View Article and Find Full Text PDF

Download full-text PDF

Source
http://dx.doi.org/10.1002/jmv.27125DOI Listing
November 2021

Genome Sequencing Identified a SARS-CoV-2 Lineage B.1.1.7 Strain with a High Number of Mutations from Dhaka, Bangladesh.

Microbiol Resour Announc 2021 May 27;10(21):e0034521. Epub 2021 May 27.

Genomics Center, Laboratory Sciences and Services Division, International Centre for Diarrhoeal Disease Research, Bangladesh (icddr,b), Dhaka, Bangladesh.

We report a coding-complete genome sequence of the severe acute respiratory syndrome coronavirus 2 (SARS-CoV-2) strain SARS-CoV-2/BGD/GC001, isolated from a Bangladeshi patient with respiratory symptoms. Phylogenetic analysis assigned this strain to lineage B.1.1.7, which presented a total of 36 mutations in the spike and other genomic regions compared to strain Wuhan Hu-1 (GenBank accession number NC_045512.2).
View Article and Find Full Text PDF

Download full-text PDF

Source
http://dx.doi.org/10.1128/MRA.00345-21DOI Listing
http://www.ncbi.nlm.nih.gov/pmc/articles/PMC8201627PMC
May 2021

Upper Respiratory Tract Co-detection of Human Endemic Coronaviruses and High-density Pneumococcus Associated With Increased Severity Among HIV-Uninfected Children Under 5 Years Old in the PERCH Study.

Pediatr Infect Dis J 2021 06;40(6):503-512

Department of Pediatrics, Center for Vaccine Development and Global Health, University of Maryland School of Medicine, Baltimore, Maryland.

Background: Severity of viral respiratory illnesses can be increased with bacterial coinfection and can vary by sex, but influence of coinfection and sex on human endemic coronavirus (CoV) species, which generally cause mild to moderate respiratory illness, is unknown. We evaluated CoV and pneumococcal co-detection by sex in childhood pneumonia.

Methods: In the 2011-2014 Pneumonia Etiology Research for Child Health study, nasopharyngeal and oropharyngeal (NP/OP) swabs and other samples were collected from 3981 children <5 years hospitalized with severe or very severe pneumonia in 7 countries. Severity by NP/OP detection status of CoV (NL63, 229E, OC43 or HKU1) and high-density (≥6.9 log10 copies/mL) pneumococcus (HDSpn) by real-time polymerase chain reaction was assessed by sex using logistic regression adjusted for age and site.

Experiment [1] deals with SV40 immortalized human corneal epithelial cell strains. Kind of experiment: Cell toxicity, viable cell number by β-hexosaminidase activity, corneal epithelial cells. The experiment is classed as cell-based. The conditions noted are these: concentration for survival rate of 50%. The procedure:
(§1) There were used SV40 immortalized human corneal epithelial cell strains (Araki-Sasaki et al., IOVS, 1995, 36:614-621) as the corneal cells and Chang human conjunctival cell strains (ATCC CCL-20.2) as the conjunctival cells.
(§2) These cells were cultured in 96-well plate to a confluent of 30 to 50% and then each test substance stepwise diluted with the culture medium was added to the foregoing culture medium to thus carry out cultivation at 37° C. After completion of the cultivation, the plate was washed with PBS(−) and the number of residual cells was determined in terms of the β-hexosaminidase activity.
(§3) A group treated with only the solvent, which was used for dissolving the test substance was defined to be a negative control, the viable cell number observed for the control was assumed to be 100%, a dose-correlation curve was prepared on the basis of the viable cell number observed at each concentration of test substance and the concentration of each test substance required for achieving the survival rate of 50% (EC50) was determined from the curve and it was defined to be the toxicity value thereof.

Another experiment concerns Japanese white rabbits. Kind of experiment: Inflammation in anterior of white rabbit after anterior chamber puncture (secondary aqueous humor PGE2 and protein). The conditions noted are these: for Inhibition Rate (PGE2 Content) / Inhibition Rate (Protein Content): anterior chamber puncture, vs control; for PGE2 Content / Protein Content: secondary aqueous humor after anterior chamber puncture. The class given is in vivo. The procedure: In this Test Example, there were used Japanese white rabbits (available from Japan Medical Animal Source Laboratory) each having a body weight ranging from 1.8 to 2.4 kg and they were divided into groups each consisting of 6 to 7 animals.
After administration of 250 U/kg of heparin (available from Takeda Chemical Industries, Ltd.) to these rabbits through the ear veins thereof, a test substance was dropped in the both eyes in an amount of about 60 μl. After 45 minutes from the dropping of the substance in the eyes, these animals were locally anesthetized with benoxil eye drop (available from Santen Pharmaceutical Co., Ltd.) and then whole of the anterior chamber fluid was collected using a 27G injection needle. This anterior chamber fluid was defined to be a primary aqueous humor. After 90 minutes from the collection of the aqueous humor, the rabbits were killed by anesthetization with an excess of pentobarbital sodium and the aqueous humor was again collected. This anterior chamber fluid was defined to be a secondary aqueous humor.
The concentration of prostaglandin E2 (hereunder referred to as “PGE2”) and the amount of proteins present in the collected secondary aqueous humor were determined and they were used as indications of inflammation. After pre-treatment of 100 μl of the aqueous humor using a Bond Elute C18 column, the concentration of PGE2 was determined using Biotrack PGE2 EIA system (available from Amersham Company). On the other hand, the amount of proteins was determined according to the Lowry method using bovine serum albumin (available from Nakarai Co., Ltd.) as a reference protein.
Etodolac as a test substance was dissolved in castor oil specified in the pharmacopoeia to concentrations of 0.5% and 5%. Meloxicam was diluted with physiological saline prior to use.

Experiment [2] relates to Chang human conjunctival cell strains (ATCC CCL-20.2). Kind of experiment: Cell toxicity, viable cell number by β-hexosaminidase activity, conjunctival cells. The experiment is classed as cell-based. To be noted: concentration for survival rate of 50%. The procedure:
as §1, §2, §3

Results: There were 43 (1.1%) CoV+/HDSpn+, 247 CoV+/HDSpn-, 449 CoV-/HDSpn+ and 3149 CoV-/HDSpn- cases with no significant difference in co-detection frequency by sex (range 51.2%-64.0% male, P = 0.06). More CoV+/HDSpn+ pneumonia was very severe compared with other groups for both males (13/22, 59.1% versus range 29.1%-34.7%, P = 0.04) and females (10/21, 47.6% versus 32.5%-43.5%, P = 0.009), but only male CoV+/HDSpn+ required supplemental oxygen more frequently (45.0% versus 20.6%-28.6%, P < 0.001) and had higher mortality (35.0% versus 5.3%-7.1%, P = 0.004) than other groups. For females with CoV+/HDSpn+, supplemental oxygen was 25.0% versus 24.8%-33.3% (P = 0.58) and mortality was 10.0% versus 9.2%-12.9% (P = 0.69).

Conclusions: Co-detection of endemic CoV and HDSpn was rare in children hospitalized with pneumonia, but associated with higher severity and mortality in males. Findings may warrant investigation of differences in severity by sex with co-detection of HDSpn and SARS-CoV-2.
View Article and Find Full Text PDF

Download full-text PDF

Source
http://dx.doi.org/10.1097/INF.0000000000003139DOI Listing
http://www.ncbi.nlm.nih.gov/pmc/articles/PMC8104011PMC
June 2021
-->